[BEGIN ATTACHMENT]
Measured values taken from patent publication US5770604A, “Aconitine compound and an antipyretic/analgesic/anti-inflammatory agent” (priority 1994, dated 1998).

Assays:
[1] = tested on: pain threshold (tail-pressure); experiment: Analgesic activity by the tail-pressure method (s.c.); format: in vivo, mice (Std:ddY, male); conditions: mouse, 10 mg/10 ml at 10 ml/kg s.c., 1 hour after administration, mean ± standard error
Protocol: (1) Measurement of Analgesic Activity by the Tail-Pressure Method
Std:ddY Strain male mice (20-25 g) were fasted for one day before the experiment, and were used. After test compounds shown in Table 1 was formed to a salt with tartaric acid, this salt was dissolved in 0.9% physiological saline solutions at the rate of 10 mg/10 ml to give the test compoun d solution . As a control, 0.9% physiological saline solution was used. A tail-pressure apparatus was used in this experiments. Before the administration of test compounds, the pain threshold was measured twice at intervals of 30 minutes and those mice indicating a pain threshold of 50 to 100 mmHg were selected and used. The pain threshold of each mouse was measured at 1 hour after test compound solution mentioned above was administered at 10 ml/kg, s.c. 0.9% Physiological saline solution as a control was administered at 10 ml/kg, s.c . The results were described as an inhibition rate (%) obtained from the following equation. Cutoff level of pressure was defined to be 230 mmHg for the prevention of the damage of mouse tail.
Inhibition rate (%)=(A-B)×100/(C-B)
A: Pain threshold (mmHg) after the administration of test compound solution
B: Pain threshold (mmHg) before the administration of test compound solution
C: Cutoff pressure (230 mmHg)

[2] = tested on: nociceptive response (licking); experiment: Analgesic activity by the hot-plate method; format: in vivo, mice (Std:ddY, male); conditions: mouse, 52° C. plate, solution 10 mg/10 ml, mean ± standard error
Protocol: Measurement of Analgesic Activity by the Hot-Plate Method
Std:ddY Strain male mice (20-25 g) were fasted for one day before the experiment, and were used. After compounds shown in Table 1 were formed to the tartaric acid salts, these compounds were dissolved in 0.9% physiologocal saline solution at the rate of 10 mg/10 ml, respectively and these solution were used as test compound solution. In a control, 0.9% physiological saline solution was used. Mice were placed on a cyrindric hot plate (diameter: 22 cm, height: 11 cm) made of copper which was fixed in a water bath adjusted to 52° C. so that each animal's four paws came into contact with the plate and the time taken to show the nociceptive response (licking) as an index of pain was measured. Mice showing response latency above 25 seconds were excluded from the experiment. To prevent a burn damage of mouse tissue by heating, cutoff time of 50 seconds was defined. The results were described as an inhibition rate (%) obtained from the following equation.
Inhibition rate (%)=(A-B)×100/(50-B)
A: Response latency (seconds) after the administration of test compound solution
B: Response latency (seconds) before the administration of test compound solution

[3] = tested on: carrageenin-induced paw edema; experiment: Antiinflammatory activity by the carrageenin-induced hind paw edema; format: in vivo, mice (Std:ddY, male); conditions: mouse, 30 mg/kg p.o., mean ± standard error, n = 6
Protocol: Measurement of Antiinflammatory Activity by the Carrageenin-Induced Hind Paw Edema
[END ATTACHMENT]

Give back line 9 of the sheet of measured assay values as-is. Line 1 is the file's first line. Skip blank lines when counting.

C: Cutoff pressure (230 mmHg)